And that did have an effect on System Shock 2. In that SS2 post-mortem, Jon Chey says:

[W]e realized that our design time and budget were very tight and that we would not have time to carefully hand-script complicated game-play sequences in the engine. Instead, in an attempt to shift the battlefield, we chose to focus on simple, reusable game-play elements. The success of [i]Half-Life[/i], which launched while we were in the middle of [i]System Shock 2[/i], confirmed our intuitions in this respect. We simply didn't have the time, resources or technology to develop the scripted cinematic sequences used by [i]Half-Life[/i].

But later in that same post-mortem, he acknowledges that the team did, after all, feel they needed to implement scripted cinematics in SS2:

Motivated by the dramatic scripted sequences in [i]Half-Life[/i], we attempted to introduce similar elements into [i]System Shock 2[/i]. In doing so, we broke one of our rules: we tried to step outside the bounds of our technology. Although we attempted relatively simple sequences and ultimately got them working, they were time sinks, and the payback was relatively slight. For example, we scripted a hallucinatory sequence in which the player character rides through the interior of the alien boss-monster, known as the Many. This so-called "Many ride" was the source of innumerable bugs -- the player would be thrown off the moving platform, manage to kill his projected self, bump into walls, and so on.

Despite this, I’d say that the SS2 team understood that the real strength of their game was in creating rule-based systems in an evocative setting and then letting those systems interact in fenceposted but otherwise unscripted ways. And I think that does give the games of Looking Glass and its immediate descendants a feeling of being a living, breathing world to explore that many other games lack.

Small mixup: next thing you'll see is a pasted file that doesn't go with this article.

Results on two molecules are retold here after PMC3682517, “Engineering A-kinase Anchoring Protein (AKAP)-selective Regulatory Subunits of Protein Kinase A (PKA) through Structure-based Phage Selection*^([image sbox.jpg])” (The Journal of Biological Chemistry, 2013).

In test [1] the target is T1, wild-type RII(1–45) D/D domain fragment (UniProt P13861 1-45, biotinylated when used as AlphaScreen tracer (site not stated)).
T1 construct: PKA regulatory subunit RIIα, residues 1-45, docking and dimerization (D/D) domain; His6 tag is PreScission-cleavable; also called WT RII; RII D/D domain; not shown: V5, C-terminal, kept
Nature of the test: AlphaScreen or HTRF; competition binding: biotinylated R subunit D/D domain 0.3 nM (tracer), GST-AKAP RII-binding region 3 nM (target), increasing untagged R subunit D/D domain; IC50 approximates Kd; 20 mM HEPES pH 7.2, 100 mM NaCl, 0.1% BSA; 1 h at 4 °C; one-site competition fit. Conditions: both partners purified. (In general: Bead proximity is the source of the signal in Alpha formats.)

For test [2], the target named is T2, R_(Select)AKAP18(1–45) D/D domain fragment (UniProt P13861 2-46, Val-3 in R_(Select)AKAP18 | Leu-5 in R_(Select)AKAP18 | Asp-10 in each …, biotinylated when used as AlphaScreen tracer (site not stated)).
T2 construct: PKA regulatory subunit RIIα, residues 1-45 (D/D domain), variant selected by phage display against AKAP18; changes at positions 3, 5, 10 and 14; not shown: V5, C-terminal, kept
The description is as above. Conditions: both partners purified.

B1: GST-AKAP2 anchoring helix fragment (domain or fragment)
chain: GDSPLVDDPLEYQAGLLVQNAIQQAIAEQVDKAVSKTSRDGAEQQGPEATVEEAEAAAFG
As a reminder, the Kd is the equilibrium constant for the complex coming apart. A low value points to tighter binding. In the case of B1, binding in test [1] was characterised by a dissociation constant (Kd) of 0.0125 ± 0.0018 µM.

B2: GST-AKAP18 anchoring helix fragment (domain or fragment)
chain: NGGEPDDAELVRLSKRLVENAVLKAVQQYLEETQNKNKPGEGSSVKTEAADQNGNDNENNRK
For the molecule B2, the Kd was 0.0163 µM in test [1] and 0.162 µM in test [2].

So why don’t other games do this? Two possible reasons come to mind:

  1. Generating surprising content by letting rules interact in unexpected ways is scary. The benefit of this approach over scripting is that the player doesn’t know exactly what will happen. The danger is that the developer doesn’t know what will happen. Some of the funnier AI bugs happen as a direct consequence of this kind of thing – a few you can let survive into the game, but most have to be fixed, and that takes time. Worse, this model increases the risk that bugs might be discovered by players after the game launches. There are lots of gamers who like to beat up on Bethesda for exactly this perceived flaw – Zenimax might tolerate this; other publishers won’t.

  2. Either the developers or the publisher don’t trust their players. There almost seems to be a fear: it’s like they’ve decided that most players have the attention spans of a juvenile mayfly, so no player must be permitted even a fraction of a second in which they don’t know exactly what they’re supposed to do and how to do it. Consequently, these games are massively signposted, with minimaps and giant exclamation marks hovering inexplicably over characters’ heads, and they slavishly follow the “linear corridor shooter with one distinct gimmick” philosophy.